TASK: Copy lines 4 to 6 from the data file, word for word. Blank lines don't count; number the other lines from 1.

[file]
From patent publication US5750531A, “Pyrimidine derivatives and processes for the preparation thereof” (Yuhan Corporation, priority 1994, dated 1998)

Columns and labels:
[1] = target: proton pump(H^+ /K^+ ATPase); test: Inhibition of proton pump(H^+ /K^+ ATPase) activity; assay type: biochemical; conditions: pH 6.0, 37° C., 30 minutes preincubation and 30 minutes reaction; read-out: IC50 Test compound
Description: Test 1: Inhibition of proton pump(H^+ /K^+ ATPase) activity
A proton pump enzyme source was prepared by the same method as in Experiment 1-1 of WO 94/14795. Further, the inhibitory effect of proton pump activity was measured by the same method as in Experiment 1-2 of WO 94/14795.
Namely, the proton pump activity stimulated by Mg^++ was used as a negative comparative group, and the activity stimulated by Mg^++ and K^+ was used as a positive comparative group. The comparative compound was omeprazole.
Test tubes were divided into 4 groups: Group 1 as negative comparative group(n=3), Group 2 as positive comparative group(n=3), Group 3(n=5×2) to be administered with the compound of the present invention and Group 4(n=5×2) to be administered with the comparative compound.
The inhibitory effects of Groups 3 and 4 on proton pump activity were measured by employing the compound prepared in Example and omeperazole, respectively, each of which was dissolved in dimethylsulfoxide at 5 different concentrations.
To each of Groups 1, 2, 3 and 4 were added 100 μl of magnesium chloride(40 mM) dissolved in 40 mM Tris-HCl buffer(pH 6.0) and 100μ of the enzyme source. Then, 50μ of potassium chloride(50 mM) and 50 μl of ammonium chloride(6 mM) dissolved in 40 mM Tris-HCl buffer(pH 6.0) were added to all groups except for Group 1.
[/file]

Description: Test 1: Inhibition of proton pump(H^+ /K^+ ATPase) activity
A proton pump enzyme source was prepared by the same method as in Experiment 1-1 of WO 94/14795. Further, the inhibitory effect of proton pump activity was measured by the same method as in Experiment 1-2 of WO 94/14795.
Namely, the proton pump activity stimulated by Mg^++ was used as a negative comparative group, and the activity stimulated by Mg^++ and K^+ was used as a positive comparative group. The comparative compound was omeprazole.